Andrew Lloyd Weber's inspiration for Cats came from a collection of T.S. Eliot poems called Old Possum's book of Practical Cats. Elaine Paige originated the role of former glamour cat Grisabella, who sings Memory, the show's most famous song, but she wasn't the first Grisabella. That would be Dame Judi Dench, who had to bow out after she injured her Achilles tendon during rehearsals, a few days before previews were to start.

Sometimes inspiration works the other way around. After writing for Evita, lyricist Tim Rice was so taken by Argentinian president Eva Peron that he named his daughter after her.

Without Sesame Street, Avenue Q may not have existed. Rick Lyon, a cast member and puppeteer who designed all of the original puppets was once a semi-regular on the classic kid's show.

Want to give your musical a little extra credibility? Hire the most trusted man in America. That's what producers did when they tapped former CBS anchor Walter Cronkite to record some lines as the offstage narrator for the 1995 revival of How to Succeed in Business Without Really Trying.

Forget "break a leg," apparently the real bad luck Broadway curse is when the president comes to watch. The night Gerald Ford took in a performance of a chorus line, the lighting board went crazy. Thankfully, the crew managed to patch it with scotch tape, paperclips, and chewing gum.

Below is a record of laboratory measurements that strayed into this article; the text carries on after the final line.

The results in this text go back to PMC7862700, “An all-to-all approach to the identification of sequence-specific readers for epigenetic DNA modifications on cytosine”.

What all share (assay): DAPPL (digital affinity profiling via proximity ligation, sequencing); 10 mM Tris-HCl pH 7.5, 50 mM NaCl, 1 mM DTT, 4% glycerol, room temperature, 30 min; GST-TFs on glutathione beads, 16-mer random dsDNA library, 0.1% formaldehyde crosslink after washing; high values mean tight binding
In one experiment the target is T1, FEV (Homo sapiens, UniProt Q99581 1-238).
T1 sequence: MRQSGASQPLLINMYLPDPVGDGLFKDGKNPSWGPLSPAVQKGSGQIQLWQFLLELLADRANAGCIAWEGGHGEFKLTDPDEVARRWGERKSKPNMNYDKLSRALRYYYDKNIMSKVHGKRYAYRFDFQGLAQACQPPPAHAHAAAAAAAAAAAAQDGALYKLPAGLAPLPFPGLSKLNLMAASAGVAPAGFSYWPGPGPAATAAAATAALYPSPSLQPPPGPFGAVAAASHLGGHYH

It's not often that the NFL crosses paths with musicals, but 12 years after winning Superbowl III with the New York Jets, former NFL quarterback Joe Namath played the main character in a 1981 production of Damn Yankees at the Jones Beach Theater in New York.

Starting with Micheal Crawford, every Broadway phantom in Phantom of the Opera has sat in the same makeup chair. The Phantom's makeup takes two hours to put on and 30 minutes to remove.

While playing Wendela Broadway's Spring Awakening, future Glee star Lea Michele had to remove the top part of her dress at every show... unless her dad was in the audience. Her contract specified that she could keep her dress on when he attended.

According to Steven Sondheim, Into the Woods features the only song he's ever written that doesn't contain a rhyme. Jack sings "I guess this is goodbye" to his friend, a cow named Milky White, that he has just sold for five magical beans. Many have said that Sonheim's Into the Woods was the first Broadway show to feature rap, but he likes to point to a much earlier instance, Rock Island, the opening song from the Music Man.